With the forest monster it was nice to work with transition from a sad emotion into a happy one; it felt more positive. However, I know it is important to use both in my designs as it is realistic to show that things can go down as well as up. With this character I felt he really fit my style of drawing and thus his design was very successful. For the change between the ‘melancholy’ and ‘nurturing’ states I used slight colour variations; by taking the colours from the ‘nurturing’ state and adding lighter grey tones, it created a gloomy feel, and caused the wood to look dry and dead. One of my favourite things about this character’s design was that the changes were subtle, but the progression could be seen extremely clearly. Although the design has creepy elements, such as skeletal forms, I feel the style of the drawings and small details in the features have softened his appearance, creating a character that is easy to connect with. In terms of the concept I feel it is strong, but this may be perhaps be as it based around themes which have already been experimented with; i.e. using trees and plants to represent emotional growth. However, what I feel will set this design apart is the narrative behind the character, and how he begins to become ‘nurturing’. Although this is only the second set of fully digital drawings I have created, I feel the progression within my skills has already improved dramatically. These character drawings feel as though they are closer to being a final character than my previous monster. I definitely want to pursue this character and his narrative in MA Project.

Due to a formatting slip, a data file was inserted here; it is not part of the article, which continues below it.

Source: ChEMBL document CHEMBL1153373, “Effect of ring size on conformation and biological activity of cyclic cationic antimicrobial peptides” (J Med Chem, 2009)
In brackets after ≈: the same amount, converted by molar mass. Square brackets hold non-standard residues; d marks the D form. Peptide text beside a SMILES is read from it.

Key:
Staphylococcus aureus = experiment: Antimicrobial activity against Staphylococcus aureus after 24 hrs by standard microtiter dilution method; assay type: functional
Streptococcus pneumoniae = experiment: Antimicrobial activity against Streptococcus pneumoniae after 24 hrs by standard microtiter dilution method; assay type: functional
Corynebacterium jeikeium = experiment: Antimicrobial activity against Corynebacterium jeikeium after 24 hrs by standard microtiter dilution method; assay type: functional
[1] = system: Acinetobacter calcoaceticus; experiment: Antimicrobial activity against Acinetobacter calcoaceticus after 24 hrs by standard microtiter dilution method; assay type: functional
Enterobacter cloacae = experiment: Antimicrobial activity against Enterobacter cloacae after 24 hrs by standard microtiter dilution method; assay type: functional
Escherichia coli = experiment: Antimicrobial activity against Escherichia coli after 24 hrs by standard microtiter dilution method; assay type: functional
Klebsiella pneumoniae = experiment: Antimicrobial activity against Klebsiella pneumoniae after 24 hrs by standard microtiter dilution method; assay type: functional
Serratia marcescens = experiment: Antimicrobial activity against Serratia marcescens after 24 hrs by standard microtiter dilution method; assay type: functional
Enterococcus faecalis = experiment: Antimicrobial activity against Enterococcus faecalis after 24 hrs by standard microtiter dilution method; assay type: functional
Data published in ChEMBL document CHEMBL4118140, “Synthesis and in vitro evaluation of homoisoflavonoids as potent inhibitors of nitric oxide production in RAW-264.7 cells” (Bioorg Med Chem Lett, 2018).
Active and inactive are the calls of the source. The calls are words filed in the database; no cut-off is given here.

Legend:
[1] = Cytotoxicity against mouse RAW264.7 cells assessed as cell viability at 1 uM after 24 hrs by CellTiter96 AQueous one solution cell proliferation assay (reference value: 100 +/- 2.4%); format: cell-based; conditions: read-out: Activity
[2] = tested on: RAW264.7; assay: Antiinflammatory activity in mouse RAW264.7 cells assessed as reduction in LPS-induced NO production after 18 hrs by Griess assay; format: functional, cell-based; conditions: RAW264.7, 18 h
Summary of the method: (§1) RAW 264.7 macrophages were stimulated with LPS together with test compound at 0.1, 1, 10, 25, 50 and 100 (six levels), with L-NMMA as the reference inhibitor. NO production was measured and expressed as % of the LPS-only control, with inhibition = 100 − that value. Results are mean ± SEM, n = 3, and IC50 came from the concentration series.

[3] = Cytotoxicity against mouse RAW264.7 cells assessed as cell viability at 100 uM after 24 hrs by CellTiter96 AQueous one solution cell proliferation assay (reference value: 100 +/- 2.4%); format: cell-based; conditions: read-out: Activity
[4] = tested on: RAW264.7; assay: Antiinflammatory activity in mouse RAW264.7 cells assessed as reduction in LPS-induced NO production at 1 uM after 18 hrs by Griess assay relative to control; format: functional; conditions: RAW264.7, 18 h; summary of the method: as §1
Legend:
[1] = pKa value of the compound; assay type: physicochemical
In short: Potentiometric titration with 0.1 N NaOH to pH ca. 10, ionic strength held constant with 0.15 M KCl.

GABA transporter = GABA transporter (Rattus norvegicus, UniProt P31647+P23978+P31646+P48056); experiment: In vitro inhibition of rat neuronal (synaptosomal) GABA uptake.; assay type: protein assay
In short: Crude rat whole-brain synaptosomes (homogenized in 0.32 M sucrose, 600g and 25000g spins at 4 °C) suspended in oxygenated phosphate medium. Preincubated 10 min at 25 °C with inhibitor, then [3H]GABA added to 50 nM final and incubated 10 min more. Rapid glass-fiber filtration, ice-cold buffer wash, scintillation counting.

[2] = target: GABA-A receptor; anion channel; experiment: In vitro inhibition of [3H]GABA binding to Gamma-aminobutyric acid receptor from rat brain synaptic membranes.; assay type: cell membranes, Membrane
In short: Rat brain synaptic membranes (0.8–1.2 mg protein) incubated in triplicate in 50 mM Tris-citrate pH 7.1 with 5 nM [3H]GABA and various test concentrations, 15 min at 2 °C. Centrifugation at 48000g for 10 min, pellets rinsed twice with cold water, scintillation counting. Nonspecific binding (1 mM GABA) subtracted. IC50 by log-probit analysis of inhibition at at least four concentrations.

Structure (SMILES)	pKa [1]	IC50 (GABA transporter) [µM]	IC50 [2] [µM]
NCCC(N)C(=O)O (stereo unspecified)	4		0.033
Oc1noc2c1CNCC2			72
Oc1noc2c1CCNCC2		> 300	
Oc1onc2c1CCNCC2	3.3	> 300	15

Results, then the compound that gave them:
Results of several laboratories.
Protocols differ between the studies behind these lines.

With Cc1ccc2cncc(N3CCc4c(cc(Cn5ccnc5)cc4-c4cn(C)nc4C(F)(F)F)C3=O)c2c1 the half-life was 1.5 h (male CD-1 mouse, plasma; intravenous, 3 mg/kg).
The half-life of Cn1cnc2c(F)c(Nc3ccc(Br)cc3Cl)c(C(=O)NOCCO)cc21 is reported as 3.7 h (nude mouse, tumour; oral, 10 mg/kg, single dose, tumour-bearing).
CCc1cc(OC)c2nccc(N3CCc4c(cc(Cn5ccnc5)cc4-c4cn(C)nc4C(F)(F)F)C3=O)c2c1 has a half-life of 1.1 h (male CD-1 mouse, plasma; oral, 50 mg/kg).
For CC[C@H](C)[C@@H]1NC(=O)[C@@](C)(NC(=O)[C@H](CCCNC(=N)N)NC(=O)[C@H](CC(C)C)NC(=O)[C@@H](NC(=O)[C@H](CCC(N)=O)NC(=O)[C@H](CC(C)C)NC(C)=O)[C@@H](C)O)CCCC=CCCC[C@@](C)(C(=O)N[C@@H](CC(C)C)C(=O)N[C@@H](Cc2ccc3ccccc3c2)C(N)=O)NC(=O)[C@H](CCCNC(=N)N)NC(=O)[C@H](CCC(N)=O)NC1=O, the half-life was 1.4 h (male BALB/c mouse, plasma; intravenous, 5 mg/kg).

As the volcano monster began to become a fully realised design I noticed colour was very important. I needed to create the look of lava underneath rock, and then adapt the colour of the lava based upon his emotional state. Using the brighter reds and yellows associated with boiling lava worked well for his ‘curious’ state, where as using a subtler orange, and an orange brown during his ‘guilty’ state created the effect the lava was beginning to cool. Another important detail was that he was no longer spouting lava, instead I added smoke/steam above his head to indicate a recently hot fire. What was interesting about this design was that the colour red which is usually associated with danger, is actually what represents a positive state for this character. This is mirrored again in that we as humans would feel that a dormant volcano, as he is in his ‘guilty’ state is more positive to us, however when he is freely erupting that is when this character is most content. In terms of the concept I am very happy with this character as I feel his core designed features are strong. It would be easy to adapt this character to create a whole family of these creatures that could be involved in a story, by tweaking the body shape and facial features. I feel this design could be improved upon if the execution of the drawing itself was improved upon. However, I know this is something that I will get better with over time, and if I wish to continue on with the design of this character, the more repetitive drawings I create of him, the more refined the images will become.